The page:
More Jamaicans with hearing difficulties are to benefit from free hearing aids and aftercare under a Memorandum of Understanding (MOU) signed between the Juliet A. Holness Foundation and the United States-based Starkey Hearing Foundation. More Jamaicans with hearing difficulties are to benefit from free hearing aids and aftercare under a Memorandum of Understanding (MOU) signed between the Juliet A. Holness Foundation and the United States-based Starkey Hearing Foundation.The MOU follows a special mission to the island by members of the foundation in June, where more than 400 persons received custom hearing aids.More than 800 people were fitted with hearing aids by the Starkey team in 2017, who continue to receive monthly aftercare free of cost.The agreement, which was signed on Tuesday (September 4) at Jamaica House, will also seek to establish a framework of cooperation and collaboration with stakeholders to expand Starkey Foundation’s hearing health programme in the Caribbean.Speaking with JIS News, Mrs. Holness said the initiative is important in creating a more inclusive society.“This is an initiative that we will be able to carry across Jamaica to ensure that every single child and adult who is unable to hear can do so,” she said.Mrs. Holness commended Starkey for its commitment to improving the lives of persons with hearing disabilities.“It not only provides hearing aids; it has been able to maintain a programme of continuous checks and ensuring that the hearing is supported long-term. They provide maintenance and follow-up throughout life, and that is very special for those who cannot afford it,” she noted.Director of Global Development for the Starkey Hearing Foundation, Owen Olende, said the agreement is an important step in building multiple partnerships as it seeks to widen its operations in the Caribbean region.He hailed the cooperation with the Juliet A. Holness Foundation to “enable us to get the right stakeholders on board” in order to extend the reach of the initiative.To ensure the sustainability of the programme, Mr. Olende said that training will be done at the community level to build capacity.“Part of the sustainability plan is engaging in research with local universities to come up with more Jamaica-relevant programmes and be able to scale up the programme throughout the four regions in Jamaica. We will work closely with the Ministry of Health through the Juliet A. Holness Foundation to make sure we achieve that within the next year or so,” he said.“With your support, we will be able to scale up the programme not only in Jamaica, but in the wider Caribbean region. Through the signing of this MOU, you will officially be our ambassador for the region,” he added.The partnership is the first activity under the recently launched Juliet A. Holness Foundation, which seeks to advance Mrs. Holness’ passion for health, education and family values.Starkey Hearing Foundation is a global organisation that provides custom hearing aids to people in need.It has community-based programmes in Africa, Asia, Latin America, Central America, the Middle East, South-East Asia and the Caribbean, with the aim of providing services at no cost to the beneficiaries and to promote healthy hearing medical care worldwide. The MOU follows a special mission to the island by members of the foundation in June, where more than 400 persons received custom hearing aids. More than 800 people were fitted with hearing aids by the Starkey team in 2017, who continue to receive monthly aftercare free of cost. Story Highlights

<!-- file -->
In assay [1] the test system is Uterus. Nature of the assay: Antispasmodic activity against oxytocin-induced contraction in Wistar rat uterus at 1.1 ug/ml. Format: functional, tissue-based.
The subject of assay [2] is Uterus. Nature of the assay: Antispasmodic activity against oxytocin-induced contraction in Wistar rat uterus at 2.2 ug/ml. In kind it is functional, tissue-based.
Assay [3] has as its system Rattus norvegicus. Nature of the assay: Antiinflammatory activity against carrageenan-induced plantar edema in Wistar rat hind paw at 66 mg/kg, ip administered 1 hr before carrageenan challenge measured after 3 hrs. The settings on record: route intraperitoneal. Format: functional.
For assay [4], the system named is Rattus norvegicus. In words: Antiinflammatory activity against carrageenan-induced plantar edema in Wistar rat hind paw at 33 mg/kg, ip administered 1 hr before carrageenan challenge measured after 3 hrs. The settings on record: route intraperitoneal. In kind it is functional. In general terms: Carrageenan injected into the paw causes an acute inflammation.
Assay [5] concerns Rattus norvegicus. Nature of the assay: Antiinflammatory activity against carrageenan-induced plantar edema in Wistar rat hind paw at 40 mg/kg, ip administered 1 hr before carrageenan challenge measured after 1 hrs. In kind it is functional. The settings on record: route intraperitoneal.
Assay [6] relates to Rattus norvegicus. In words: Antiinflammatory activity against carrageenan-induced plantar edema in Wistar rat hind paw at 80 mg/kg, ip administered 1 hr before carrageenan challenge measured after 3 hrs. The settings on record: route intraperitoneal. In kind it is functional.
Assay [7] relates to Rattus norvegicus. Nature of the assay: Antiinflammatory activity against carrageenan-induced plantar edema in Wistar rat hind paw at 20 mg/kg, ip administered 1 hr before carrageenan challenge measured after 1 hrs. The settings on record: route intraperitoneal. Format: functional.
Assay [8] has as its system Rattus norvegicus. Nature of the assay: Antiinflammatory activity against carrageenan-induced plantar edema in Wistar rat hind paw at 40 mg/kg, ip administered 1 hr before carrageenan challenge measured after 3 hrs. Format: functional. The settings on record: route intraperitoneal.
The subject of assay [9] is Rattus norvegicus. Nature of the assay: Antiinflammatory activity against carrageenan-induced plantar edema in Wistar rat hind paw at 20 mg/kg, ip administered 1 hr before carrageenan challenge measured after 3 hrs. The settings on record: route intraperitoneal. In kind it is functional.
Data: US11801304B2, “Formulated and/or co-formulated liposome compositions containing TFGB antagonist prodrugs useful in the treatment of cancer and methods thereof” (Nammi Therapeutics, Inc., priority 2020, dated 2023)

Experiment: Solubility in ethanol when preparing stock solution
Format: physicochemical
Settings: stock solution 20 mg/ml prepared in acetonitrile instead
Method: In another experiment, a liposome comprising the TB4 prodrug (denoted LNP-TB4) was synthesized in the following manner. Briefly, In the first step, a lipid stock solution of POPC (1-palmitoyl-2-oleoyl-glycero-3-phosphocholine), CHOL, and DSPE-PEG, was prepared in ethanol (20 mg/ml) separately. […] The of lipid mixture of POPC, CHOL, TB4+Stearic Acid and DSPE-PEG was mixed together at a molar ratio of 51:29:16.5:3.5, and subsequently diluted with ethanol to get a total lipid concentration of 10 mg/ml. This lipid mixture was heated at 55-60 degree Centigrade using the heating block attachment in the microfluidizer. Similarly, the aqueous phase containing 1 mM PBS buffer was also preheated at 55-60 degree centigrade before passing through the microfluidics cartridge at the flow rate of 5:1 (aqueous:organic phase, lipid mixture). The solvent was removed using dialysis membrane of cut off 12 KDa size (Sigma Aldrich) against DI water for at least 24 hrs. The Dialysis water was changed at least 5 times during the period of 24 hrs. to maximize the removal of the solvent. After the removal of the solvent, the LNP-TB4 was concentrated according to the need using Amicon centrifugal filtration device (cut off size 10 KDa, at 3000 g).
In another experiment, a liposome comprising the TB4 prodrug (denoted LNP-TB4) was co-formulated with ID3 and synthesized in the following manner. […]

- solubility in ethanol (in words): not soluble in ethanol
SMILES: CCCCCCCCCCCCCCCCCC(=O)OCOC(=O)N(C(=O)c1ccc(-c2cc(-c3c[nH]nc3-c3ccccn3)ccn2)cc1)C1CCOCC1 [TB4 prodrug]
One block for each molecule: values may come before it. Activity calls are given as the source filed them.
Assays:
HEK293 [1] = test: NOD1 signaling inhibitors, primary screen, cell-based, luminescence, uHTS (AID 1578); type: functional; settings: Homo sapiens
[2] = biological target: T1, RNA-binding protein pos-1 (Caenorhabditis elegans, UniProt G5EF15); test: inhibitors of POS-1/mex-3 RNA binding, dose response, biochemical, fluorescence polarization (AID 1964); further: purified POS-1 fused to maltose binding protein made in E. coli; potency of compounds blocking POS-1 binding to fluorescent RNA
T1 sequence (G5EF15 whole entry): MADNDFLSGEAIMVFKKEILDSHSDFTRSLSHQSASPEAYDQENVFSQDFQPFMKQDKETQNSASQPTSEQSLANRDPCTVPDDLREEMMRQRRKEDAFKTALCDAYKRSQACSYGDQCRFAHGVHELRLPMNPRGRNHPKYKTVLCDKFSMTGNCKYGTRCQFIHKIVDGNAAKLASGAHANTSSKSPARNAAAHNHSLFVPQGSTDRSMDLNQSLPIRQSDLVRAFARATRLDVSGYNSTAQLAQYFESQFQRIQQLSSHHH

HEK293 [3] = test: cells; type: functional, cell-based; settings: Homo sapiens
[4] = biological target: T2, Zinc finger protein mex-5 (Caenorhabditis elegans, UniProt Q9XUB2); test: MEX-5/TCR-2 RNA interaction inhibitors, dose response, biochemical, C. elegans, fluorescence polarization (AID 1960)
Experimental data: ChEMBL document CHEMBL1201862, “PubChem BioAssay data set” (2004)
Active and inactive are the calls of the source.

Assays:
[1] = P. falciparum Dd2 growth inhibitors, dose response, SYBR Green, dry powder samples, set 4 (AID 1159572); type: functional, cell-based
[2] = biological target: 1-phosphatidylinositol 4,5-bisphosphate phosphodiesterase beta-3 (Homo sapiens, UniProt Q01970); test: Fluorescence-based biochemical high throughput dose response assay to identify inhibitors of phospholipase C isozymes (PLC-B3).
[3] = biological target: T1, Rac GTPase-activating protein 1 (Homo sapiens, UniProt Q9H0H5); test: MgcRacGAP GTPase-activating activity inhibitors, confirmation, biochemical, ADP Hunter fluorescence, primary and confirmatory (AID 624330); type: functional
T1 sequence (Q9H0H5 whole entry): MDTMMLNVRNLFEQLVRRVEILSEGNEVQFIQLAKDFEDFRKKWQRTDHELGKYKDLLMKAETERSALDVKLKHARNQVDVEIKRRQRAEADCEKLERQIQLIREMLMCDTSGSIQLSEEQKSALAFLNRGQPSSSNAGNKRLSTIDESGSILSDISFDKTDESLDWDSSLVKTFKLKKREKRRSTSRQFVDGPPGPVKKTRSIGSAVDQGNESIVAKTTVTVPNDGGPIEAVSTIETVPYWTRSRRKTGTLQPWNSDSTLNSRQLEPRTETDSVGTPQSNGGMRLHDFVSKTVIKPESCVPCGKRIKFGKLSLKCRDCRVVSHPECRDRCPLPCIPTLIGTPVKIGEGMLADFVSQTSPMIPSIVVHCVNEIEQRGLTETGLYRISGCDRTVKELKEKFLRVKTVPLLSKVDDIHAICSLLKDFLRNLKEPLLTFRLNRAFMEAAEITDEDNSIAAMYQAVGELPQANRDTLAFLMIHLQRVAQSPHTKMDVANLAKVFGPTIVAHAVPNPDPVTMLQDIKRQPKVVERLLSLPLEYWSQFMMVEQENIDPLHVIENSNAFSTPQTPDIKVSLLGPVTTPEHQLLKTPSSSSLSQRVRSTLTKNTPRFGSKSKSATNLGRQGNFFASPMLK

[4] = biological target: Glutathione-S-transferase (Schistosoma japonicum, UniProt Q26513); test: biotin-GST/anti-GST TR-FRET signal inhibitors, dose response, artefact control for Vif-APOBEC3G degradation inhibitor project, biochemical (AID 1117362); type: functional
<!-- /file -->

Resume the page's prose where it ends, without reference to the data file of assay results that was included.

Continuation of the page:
zoomImage courtesy: US Coast Guard The 45-year-old containership Matsonia leaked oil on February 21 as it was moored at the Matson Terminal in Oakland, California.Crewmembers aboard the 217-meter, Matson-owned vessel noticed a sheen around their ship shortly after mooring and initiated the ship’s vessel response plan.They notified the U.S. Coast Guard and the National Response Center of the sheen and placed containment boom around the ship to contain the sheen.Divers contracted to investigate the sheen discovered a fracture in the hull of the U.S.-flagged ship approximately 15 feet below the waterline adjacent to the starboard fuel tank.Crewmembers completed the internal transfer of the heavy fuel oil to other fuel tanks throughout the ship on February 22 to mitigate the potential for more fuel to enter the water.According to the U.S. Coast Guard, a barge is expected to arrive on Friday to offload fuel from the 1,750 TEU Matsonia.